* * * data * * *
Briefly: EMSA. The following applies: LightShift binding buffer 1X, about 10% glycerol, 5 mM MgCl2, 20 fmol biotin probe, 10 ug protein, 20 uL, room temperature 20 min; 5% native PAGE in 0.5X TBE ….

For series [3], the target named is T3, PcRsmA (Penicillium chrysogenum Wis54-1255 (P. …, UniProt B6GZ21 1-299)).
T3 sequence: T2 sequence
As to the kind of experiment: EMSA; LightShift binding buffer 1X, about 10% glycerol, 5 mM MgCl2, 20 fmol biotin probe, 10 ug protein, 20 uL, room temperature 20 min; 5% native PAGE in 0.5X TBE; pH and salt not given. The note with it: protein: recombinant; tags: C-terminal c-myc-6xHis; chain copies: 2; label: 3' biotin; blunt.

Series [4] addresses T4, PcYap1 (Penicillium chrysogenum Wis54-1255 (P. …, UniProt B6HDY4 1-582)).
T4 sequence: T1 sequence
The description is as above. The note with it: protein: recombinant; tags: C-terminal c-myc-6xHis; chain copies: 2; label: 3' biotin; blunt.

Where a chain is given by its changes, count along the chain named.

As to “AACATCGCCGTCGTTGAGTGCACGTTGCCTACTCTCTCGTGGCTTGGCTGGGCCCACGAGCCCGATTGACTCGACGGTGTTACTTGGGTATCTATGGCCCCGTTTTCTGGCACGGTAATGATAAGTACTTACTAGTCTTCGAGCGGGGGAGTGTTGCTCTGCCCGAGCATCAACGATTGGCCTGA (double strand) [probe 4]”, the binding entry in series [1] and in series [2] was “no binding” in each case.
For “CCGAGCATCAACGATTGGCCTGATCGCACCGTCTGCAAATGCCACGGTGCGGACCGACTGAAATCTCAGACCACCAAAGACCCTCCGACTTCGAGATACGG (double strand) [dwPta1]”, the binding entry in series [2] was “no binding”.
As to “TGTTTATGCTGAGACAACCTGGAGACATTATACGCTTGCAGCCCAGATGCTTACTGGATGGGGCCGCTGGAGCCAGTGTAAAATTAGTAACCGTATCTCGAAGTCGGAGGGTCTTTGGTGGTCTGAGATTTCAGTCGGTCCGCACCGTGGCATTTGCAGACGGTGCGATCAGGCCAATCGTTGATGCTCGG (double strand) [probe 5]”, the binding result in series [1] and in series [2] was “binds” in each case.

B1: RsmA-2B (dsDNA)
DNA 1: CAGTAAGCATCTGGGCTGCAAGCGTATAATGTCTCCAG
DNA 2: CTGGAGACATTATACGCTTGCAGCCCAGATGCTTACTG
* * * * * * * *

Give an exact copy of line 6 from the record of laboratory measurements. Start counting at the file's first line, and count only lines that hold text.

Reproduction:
T4 sequence: T1 sequence